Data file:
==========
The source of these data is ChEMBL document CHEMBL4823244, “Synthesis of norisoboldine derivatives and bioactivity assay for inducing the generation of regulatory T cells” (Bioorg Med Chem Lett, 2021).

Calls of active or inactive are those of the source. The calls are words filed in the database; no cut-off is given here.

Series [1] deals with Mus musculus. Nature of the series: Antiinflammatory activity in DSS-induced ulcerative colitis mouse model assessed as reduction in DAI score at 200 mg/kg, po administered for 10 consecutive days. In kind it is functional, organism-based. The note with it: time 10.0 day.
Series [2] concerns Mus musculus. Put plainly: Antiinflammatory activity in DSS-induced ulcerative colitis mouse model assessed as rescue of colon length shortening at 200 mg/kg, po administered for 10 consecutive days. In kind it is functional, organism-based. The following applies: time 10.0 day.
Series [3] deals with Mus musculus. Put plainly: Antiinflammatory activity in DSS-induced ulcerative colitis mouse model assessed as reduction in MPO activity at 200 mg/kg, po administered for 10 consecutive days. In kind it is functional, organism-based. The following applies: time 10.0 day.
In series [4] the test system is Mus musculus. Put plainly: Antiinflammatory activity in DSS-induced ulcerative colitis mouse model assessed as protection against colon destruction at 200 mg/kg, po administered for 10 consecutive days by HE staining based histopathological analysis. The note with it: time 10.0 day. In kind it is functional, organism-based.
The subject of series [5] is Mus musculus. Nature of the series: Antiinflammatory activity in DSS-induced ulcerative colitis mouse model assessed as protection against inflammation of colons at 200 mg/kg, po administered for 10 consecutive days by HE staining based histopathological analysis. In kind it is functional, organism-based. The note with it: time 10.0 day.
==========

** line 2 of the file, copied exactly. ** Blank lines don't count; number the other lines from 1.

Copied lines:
Calls of active or inactive are those of the source. The calls are words filed in the database; no cut-off is given here.